Justice

Flint Residents Could Lose Their Homes Over Poisoned Water Bills

Residents of Flint, Michigan, recently received some mail from the city with a troubling message: pay your past-due water bill or risk losing your home.

About 8,000 Flint residents received this notice, informing them that if they don't pay up by May 19 the city will put a tax lien on their house, according to local station 25 News. The tax lien could result in foreclosure if the debt is not paid.

Residents who received the notice reportedly haven't paid their water bills for at least six months. 

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"I got scared, for probably the first time since this all started this actually scared me," resident and activist Melissa Mays told 25 News. The notice she received on Friday demanded payment on a $900 bill. 

Although the mayor's office didn't immediately respond to ATTN: for comment, the City of Flint Treasury Department's Al Mooney told the TV station that the city needs the money. 

"We have to have revenue coming in, so we can't give people revenue I mean, excuse me, give people water at the tap and not get revenue coming in to pay those bills," Mooney said. 

Gov. Rick Snyder ended state subsidies to the city on March 1, despite opposition from city officials.

"This is a trust issue, that's what it is," Flint Mayor Karen Weaver told reporters on Feb. 20.

Residents couldn't drink the water for years. 

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When the city switched water sources in 2014 to save money, Flint residents were exposed to lead and other water contaminants. Low-income residents and minorities were primarily affected, and the revelation of the massive poisoning and the lack of response from public officials made national headlines. At least 13 officials  were arrested in connection with the scandal, according to CNN. Michigan State Attorney General Bill Schuette's office even accused state and local employees of covering up the poisoned drinking water by manipulating reports.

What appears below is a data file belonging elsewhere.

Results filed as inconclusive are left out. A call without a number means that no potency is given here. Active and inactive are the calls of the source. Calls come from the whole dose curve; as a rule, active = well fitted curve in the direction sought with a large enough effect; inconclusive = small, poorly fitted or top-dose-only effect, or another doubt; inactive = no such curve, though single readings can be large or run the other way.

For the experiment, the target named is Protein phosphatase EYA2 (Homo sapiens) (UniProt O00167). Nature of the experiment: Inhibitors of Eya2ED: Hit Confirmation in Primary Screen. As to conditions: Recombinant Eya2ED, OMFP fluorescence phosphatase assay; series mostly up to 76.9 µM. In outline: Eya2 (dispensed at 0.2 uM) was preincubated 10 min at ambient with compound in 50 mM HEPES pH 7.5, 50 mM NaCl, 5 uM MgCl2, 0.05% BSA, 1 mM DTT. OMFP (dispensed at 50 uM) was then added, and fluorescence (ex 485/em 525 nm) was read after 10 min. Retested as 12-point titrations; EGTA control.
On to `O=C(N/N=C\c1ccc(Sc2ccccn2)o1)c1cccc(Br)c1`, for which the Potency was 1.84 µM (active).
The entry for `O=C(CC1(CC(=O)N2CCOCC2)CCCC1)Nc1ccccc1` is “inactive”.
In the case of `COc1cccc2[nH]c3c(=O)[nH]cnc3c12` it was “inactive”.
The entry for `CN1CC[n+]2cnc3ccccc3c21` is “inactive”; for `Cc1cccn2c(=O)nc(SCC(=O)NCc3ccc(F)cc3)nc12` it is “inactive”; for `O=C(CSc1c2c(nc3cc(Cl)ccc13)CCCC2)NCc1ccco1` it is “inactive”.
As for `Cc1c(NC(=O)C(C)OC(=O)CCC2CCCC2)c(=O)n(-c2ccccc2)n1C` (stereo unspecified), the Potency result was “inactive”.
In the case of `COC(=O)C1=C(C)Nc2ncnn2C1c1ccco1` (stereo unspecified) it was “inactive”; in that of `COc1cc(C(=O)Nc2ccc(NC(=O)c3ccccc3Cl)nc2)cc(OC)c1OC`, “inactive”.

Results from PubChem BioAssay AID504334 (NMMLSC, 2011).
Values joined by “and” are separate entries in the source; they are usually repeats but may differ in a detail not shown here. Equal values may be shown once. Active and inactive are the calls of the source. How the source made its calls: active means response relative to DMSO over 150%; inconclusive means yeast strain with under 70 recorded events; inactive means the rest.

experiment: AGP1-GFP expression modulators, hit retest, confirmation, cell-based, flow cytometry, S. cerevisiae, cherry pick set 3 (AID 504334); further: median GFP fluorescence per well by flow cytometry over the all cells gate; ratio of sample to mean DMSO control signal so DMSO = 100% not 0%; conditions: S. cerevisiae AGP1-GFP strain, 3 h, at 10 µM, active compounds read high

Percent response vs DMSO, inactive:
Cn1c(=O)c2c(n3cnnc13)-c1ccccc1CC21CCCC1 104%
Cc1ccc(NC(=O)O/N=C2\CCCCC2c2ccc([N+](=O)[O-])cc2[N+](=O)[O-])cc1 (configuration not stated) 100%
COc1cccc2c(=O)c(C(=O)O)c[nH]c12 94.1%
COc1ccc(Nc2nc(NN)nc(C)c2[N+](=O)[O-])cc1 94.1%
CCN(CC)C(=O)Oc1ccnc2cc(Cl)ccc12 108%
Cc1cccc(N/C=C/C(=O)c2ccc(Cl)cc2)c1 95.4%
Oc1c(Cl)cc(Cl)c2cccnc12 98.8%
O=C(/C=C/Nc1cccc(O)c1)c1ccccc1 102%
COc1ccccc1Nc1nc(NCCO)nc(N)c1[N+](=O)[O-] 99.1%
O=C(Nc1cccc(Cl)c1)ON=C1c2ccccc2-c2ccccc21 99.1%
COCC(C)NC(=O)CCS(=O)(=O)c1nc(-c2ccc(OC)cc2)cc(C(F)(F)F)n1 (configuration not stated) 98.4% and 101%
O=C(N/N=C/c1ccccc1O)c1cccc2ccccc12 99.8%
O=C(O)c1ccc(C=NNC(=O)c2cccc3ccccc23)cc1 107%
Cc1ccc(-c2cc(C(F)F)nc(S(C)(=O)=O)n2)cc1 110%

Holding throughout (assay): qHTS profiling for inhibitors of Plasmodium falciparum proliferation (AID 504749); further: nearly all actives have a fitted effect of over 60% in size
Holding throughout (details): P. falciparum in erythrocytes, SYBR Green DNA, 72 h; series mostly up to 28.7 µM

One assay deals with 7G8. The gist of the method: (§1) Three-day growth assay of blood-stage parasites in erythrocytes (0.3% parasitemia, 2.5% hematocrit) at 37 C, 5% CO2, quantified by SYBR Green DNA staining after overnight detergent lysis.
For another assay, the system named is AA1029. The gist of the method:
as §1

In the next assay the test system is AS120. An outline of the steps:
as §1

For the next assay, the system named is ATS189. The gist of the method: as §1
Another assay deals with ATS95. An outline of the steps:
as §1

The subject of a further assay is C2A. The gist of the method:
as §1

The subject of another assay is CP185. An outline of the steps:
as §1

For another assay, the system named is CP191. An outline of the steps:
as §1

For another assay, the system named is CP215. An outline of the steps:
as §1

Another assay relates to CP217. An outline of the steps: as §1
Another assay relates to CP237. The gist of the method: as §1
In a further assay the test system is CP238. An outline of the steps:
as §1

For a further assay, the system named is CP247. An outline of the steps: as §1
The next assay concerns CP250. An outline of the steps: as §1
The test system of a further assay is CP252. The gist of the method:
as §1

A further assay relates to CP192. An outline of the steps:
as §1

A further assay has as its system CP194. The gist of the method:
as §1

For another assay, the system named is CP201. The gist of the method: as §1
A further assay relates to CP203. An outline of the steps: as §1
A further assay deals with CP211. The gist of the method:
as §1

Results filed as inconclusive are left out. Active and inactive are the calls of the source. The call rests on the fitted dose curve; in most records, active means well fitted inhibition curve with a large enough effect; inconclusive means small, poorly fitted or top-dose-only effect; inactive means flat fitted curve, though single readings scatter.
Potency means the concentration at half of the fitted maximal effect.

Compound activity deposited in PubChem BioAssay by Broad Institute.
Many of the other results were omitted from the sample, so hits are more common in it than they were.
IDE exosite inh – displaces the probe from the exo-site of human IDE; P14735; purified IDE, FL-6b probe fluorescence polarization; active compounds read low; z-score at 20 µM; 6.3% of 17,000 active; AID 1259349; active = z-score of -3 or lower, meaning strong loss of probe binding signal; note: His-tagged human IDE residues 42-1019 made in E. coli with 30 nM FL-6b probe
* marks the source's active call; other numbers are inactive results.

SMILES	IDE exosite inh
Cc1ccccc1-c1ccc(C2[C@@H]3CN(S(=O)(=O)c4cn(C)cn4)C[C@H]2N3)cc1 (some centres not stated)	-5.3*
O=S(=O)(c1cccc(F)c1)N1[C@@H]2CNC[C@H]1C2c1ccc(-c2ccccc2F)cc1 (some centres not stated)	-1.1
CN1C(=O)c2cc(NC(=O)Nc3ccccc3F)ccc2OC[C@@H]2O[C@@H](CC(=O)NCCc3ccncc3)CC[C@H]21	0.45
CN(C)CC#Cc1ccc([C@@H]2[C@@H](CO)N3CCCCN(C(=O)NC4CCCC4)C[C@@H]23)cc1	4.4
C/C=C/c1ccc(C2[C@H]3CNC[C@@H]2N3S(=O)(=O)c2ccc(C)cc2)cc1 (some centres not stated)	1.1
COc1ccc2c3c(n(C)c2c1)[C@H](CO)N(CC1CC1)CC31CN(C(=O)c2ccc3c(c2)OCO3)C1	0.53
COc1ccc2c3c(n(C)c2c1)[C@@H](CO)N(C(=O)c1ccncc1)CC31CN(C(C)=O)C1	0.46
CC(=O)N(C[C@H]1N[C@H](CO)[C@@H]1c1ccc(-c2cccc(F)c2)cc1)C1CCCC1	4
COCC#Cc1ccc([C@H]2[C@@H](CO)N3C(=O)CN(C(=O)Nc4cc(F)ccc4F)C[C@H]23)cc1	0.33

ATTN: spoke to Flint resident and water activist Nayyirah Shariff, who said people are being charged for water they couldn't drink. 

"All Flint residents, they've never stopped being charged for water," she said. "We've only had a partial bill subsidy from the state. We were getting charged every single month and that in itself is an affront  knowing that you're paying for water that made you sick." 

Shariff said the latest threat of tax liens is a slap in the face to Flint residents who had to fight just to get water they can drink.

"These sort of strong-arm tactics aren't new, but it's just adding insult to injury that people are being charged for water," she said. "I'm just kind of undone that the city has gone to this extent."

RELATED: There's Already a Movie in the Works About the Flint Water Crisis